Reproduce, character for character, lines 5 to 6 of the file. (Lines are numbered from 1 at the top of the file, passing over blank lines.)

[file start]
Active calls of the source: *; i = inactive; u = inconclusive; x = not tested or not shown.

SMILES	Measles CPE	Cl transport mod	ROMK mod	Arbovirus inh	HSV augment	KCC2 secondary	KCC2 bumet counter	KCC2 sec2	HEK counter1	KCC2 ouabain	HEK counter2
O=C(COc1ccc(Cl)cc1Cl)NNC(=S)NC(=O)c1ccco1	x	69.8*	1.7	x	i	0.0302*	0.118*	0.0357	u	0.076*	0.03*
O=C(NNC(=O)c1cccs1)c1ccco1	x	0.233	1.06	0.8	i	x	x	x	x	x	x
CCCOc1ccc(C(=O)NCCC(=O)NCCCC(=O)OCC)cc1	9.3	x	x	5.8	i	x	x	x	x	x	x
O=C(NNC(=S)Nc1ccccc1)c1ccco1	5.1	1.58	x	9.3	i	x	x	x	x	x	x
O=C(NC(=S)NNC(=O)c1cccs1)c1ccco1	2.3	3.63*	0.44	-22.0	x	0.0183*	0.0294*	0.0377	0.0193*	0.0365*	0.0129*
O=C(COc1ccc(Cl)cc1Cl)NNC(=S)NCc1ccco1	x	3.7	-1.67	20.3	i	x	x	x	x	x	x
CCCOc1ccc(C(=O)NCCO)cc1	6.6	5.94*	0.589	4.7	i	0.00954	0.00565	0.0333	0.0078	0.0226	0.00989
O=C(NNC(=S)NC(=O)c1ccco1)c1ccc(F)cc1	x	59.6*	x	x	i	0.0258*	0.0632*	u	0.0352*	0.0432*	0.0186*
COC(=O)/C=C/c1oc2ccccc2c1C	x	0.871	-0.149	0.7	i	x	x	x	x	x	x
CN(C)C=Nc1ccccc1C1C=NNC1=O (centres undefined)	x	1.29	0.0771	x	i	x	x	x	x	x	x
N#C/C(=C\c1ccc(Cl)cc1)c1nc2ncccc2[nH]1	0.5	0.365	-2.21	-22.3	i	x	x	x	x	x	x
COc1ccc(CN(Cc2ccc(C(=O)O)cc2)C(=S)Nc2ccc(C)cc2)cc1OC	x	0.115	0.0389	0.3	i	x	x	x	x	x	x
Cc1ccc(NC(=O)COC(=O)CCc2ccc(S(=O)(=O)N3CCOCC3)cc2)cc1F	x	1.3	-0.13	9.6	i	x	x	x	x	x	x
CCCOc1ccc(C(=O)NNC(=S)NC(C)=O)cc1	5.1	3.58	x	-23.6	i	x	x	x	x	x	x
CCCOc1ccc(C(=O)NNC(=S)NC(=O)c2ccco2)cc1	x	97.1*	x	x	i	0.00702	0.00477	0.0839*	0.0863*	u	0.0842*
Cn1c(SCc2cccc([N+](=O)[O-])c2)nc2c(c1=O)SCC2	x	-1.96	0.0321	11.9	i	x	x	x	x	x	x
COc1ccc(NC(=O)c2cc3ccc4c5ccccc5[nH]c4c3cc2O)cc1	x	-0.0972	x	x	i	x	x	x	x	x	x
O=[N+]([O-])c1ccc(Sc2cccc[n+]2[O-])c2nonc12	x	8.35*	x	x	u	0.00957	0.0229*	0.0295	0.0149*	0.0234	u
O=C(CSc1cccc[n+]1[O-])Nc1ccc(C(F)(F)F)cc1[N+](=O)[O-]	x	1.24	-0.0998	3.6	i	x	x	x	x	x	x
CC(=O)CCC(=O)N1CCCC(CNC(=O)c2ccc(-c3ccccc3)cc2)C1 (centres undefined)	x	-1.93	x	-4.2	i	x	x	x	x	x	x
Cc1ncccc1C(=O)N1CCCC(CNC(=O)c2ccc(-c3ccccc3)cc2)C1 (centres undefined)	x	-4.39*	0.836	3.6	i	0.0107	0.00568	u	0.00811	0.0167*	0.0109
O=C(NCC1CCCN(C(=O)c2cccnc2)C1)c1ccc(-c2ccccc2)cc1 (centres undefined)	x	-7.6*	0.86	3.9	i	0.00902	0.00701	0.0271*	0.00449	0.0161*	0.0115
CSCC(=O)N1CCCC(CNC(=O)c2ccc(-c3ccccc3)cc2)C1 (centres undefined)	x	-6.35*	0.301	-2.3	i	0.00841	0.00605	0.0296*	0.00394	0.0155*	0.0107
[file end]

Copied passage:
CCCOc1ccc(C(=O)NCCC(=O)NCCCC(=O)OCC)cc1	9.3	x	x	5.8	i	x	x	x	x	x	x
O=C(NNC(=S)Nc1ccccc1)c1ccco1	5.1	1.58	x	9.3	i	x	x	x	x	x	x